California State Beaches

Nothing Says ‘Chill Out’ Like California State Beaches

Pacific-Ocean-Coast

Pacific Ocean Coast

Northern California state beaches, managed by the State Parks Department, are magnets for fishermen, surfers, naturalists, kite flyers, campers, hikers, whale watchers, bookworms, and sand-castle builders – or anyone who wants to “chill out” from the daily grind. (There’s just something about the timeless pounding of surf that makes our troubles seem insignificant.)

Planning Your Northern California Beaches Vacation

Now, think of driving all the way up (or down) the Northern California coastline in a red convertible (a minivan doesn’t quite cut it!) and discovering beaches at your own pace.

How would you know where to begin? Stay right here – we’ve got all the best insider information on Northern California beaches, and tons of suggestions on ways to make the most of your visit.

Let’s get started.

Pitch a Tent or Pack a Picnic
California state beaches provide restroom, camping, and picnicking facilities as well as recreation galore. We’ll point you to some of our favorite beaches managed by the California State Parks Department.

Toast the Sunset – And Some Marshmallows
Northern California beaches aren’t always foggy and rainy. Carmel Beach, located at the foot of Ocean Avenue in Carmel-by-the-Sea, is known for its spectacular sunsets. Bring your dog and a bottle of wine, and join the locals for nature’s evening show topped off with a beach bonfire and some gooey s’mores.

Get Active
Northern California beaches are the ideal setting for a wide range of recreational pursuits. Hundreds of miles of hiking trails, kayaking, surfing, and more await adventurous types at Stinson Beach, where Bay Area urbanites and their dogs go to unwind. In the vicinity are numerous points of interest, including Muir Woods, Mt. Tamalpais State Park, Point Reyes Lighthouse, and the Bolinas Lagoon Preserve, where great egrets, great blue herons, and harbor seals make their home.

Explore Tide Pools
The beaches are teeming with sea life. One of the best places to view anemones, crabs, sea urchins, and other salty critters is Bean Hollow State Beach, tucked off Highway 1 along the San Mateo County coast. We’ll give you directions on how to get to this unique beach, as well as tips on how to capitalize on the fun.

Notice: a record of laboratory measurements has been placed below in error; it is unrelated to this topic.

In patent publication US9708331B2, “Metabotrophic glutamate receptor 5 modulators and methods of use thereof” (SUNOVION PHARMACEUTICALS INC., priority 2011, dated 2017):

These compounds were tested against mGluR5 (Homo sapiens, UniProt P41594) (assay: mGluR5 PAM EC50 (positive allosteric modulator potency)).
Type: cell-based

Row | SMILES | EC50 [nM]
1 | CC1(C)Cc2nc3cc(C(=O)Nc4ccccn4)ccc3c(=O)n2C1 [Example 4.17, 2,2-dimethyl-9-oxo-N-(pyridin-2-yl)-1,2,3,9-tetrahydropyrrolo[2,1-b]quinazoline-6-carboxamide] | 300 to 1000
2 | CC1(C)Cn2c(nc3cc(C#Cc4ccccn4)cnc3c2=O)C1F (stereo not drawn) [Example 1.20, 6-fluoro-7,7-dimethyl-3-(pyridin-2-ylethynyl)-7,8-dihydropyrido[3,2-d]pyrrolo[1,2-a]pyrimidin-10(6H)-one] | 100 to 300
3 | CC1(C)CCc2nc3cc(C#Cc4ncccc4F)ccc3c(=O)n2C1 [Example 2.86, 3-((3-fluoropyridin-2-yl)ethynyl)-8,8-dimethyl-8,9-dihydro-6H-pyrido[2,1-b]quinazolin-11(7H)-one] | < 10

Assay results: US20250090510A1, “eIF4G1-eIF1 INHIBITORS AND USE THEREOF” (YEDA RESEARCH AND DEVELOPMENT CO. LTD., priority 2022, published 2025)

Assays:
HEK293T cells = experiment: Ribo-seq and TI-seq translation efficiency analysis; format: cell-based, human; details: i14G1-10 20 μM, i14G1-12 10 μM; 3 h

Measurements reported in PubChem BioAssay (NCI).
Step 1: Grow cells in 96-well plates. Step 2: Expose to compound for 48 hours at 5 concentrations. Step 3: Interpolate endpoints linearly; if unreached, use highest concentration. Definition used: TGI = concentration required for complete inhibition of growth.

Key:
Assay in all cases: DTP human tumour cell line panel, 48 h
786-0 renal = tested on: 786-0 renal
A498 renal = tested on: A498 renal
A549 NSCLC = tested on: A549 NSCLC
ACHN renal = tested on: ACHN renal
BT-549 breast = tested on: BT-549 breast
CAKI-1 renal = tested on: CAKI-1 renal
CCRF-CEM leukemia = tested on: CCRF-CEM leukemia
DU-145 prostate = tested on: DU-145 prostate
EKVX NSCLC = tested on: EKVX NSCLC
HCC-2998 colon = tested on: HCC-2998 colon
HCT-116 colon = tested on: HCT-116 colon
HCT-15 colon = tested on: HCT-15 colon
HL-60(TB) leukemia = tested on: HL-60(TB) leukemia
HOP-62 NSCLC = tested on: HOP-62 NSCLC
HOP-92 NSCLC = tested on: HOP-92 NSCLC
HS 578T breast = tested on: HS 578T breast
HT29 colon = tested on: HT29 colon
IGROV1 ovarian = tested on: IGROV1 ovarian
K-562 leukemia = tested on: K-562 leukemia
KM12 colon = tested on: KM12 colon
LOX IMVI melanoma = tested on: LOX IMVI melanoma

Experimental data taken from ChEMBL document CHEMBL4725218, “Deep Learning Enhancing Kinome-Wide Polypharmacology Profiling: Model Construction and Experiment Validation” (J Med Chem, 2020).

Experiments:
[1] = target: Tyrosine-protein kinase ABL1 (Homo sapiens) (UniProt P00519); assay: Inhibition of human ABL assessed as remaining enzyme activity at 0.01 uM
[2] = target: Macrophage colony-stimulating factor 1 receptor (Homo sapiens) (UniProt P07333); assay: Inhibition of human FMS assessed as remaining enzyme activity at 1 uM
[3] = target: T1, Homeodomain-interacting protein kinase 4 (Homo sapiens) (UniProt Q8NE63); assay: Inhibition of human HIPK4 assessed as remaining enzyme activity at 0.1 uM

Ride an Old-Time Roller Coaster
Over a century old, the Santa Cruz Boardwalk, dubbed the “Coney Island of the West,” is steeped in nostalgia with an arcade, bowling, mini golf, restaurants, salt-water taffy, and classic thrill rides like the Big Dipper roller coaster. Plan your visit to this iconic beach destination with the help of our guide, and feel the years melt away!

While there’s plenty of fun to be had on California state beaches, there are also several things you should keep in mind if you plan to visit

  • Have your wallet handy. You’ll be paying day-use and camping fees at California state beaches. The good news: It’ll hardly break the bank. Most day-use fees, for example, are $8 to $10 per vehicle. (Fees vary; please visit www.parks.ca.gov to find out exactly how much it costs to visit a particular beach.)
  • If you plan to camp at any California state beaches, you’ll have to make a reservation. And do it early – campgrounds often fill up seven months in advance. That said, some campgrounds do accept campers on a first-come, first-served basis; check the Web site above for details.
  • Use caution when you visit California state beaches. This is the Pacific Ocean we’re talking about, and dangers abound. The water is very cold year-round, so even a short swim can cause cramps or hypothermia. In addition, strong rip currents can pull even the most experienced swimmers away from the shore.
  • During your visit to California state beaches, be sure to leave them like you found them. That means no collecting shells, driftwood, sea creatures, or other natural beach features.
  • While many people think dogs and beaches go together like peanut butter and jelly, please note that quite a few California state beaches do not allow dogs. (Don’t fret, though, you can find plenty of California state beaches that double as pooch promenades.)
  • Many folks visit California state beaches to view those famous out-of-this-world sunsets – and then want to build a bonfire to ward off the chill after the sun sinks below the horizon. If this is what you’re planning, we hate to burst your bubble, but fires are prohibited on just about all California state beaches. (That doesn’t mean all beaches are s’mores-free. Carmel Beach, for example, is not a state beach and bonfires are permissible.)
  • California state beaches in our neck of the woods don’t always lend themselves to bikinis and board shorts. We recommend dressing in layers, even during the summer. If you’re lucky, you’ll be able to strip down to your bathing suit once the morning fog burns off.
  • Part of what makes California state beaches so appealing is their user-friendliness. Restrooms, picnic and barbecue facilities, and hiking trails are just a few common amenities. Parking lots are, too – but they never seem to be big enough to accommodate everyone who wants to visit! If you plan to drive to any of the California state beaches, get there as early as possible to avoid parking frustrations.


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